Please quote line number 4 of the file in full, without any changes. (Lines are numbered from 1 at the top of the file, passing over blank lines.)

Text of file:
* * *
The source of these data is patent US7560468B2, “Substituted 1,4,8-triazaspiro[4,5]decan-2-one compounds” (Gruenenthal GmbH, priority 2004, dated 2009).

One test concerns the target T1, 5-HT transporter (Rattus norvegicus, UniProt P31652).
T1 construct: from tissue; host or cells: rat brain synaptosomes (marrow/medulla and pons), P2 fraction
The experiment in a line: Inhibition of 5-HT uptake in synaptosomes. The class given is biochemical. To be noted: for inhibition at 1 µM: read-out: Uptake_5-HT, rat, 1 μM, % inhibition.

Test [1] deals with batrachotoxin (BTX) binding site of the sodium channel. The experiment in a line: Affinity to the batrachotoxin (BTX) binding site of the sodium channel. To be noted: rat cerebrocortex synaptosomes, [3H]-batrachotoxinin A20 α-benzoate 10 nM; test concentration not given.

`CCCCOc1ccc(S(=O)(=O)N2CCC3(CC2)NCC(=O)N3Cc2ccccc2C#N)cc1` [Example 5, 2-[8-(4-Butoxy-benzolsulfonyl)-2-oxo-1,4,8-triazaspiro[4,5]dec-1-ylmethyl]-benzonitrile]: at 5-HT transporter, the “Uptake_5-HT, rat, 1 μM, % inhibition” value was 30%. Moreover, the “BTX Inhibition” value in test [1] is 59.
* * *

The experiment in a line: Inhibition of 5-HT uptake in synaptosomes. The class given is biochemical. To be noted: for inhibition at 1 µM: read-out: Uptake_5-HT, rat, 1 μM, % inhibition.